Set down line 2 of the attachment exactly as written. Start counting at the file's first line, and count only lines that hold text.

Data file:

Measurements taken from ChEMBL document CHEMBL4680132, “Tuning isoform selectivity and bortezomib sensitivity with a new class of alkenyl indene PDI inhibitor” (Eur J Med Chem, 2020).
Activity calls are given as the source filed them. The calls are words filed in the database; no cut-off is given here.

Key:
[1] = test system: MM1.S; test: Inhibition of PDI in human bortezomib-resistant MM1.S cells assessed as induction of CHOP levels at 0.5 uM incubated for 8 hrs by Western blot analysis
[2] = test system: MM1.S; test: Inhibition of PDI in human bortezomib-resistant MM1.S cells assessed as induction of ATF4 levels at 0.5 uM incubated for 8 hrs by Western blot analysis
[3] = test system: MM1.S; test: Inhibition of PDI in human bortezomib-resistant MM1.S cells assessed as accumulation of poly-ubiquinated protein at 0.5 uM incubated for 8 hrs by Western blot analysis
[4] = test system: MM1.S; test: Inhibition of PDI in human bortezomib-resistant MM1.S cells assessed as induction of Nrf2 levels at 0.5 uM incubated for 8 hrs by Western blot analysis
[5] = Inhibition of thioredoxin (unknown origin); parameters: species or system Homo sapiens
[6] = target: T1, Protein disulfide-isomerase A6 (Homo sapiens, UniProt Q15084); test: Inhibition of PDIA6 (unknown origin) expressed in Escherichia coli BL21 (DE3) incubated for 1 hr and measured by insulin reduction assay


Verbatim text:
Activity calls are given as the source filed them. The calls are words filed in the database; no cut-off is given here.